You stay away from there; no Westerners allowed, bin Laden lectures, picking up where Turabi leaves off. He’s aghast that a bald, pasty-white Westerner could walk uninterrupted through school doors. He tells Turabi security must be tightened and then revs his engine, raising his voice and speaking far too quickly for me to understand. Turabi laughs and changes the subject. He’s recording a sermon later and briefs us about what he’s going to say. Bin Laden leans into every word.
While Turabi plays host to the officer corps, video and audio cassettes of his speeches take him deep into the hearts and minds of the average grunt manning the front lines. The foot soldiers memorize these speeches and, eventually, let their AK-47s and Turabi speak for them. Inevitably, in jail cells and courtrooms from New Jersey to New Caledonia, captured revolutionaries spout Turabi’s words in answer to almost any kind of question involving identity (Who are you?) and purpose (Why are you shooting at us?).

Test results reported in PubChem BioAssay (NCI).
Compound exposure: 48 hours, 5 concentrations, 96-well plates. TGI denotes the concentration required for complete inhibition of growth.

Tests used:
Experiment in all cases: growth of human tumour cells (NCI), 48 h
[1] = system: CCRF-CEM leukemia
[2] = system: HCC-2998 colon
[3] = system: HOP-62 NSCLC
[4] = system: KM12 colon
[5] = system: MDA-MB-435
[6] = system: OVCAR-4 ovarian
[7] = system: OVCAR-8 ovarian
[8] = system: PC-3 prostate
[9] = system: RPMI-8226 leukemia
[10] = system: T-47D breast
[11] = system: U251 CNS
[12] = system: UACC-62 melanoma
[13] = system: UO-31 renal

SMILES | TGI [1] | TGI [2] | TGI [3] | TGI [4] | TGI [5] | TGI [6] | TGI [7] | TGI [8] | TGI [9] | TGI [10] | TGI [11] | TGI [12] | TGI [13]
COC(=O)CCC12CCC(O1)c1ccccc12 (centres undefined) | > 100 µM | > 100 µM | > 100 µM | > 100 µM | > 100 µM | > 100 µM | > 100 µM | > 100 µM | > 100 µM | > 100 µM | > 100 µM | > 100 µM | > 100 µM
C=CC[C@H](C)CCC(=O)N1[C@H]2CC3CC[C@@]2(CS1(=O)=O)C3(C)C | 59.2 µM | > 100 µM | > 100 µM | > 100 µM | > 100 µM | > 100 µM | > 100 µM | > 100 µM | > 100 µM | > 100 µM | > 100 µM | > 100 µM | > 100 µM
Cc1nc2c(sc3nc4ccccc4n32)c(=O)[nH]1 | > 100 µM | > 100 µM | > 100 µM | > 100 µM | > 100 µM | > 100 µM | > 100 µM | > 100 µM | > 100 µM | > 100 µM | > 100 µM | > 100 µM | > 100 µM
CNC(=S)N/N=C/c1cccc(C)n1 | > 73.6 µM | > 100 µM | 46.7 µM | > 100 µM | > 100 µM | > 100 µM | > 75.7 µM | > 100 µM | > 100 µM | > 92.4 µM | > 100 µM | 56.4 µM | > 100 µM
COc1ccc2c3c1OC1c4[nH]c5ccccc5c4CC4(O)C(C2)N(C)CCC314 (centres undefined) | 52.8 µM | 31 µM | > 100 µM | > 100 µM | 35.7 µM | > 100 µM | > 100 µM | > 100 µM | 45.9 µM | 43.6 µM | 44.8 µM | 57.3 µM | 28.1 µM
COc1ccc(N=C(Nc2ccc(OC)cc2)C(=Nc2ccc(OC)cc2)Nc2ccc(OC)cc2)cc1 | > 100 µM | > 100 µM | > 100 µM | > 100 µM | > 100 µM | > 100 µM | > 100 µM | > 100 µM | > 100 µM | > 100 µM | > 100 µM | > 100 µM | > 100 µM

Orange Fanta is brought in, and the conversation drifts to Egypt. Turabi laments the state of the revolution there and goes on about the need to topple any government propped up by America. America is so arrogant, he says. Your government feels it can buy anything it wants…. A bit later, he notes — and correctly so — that a free election in Egypt would install fundamentalist allies of his into power. The United States stands in the way of the truth. Don’t you see that?
Now finished, he asks my thoughts. You forgot something, I say: The armed revivalist groups fighting the regime of Egyptian President Hosni Mubarak are best known for their incompetency. They’ve neither advanced the revolution’s cause nor adhered to the teachings of the Koran. Indeed, they appear to be led by nitwits intent on killing tourists, even though the Koran forbids taking an innocent life.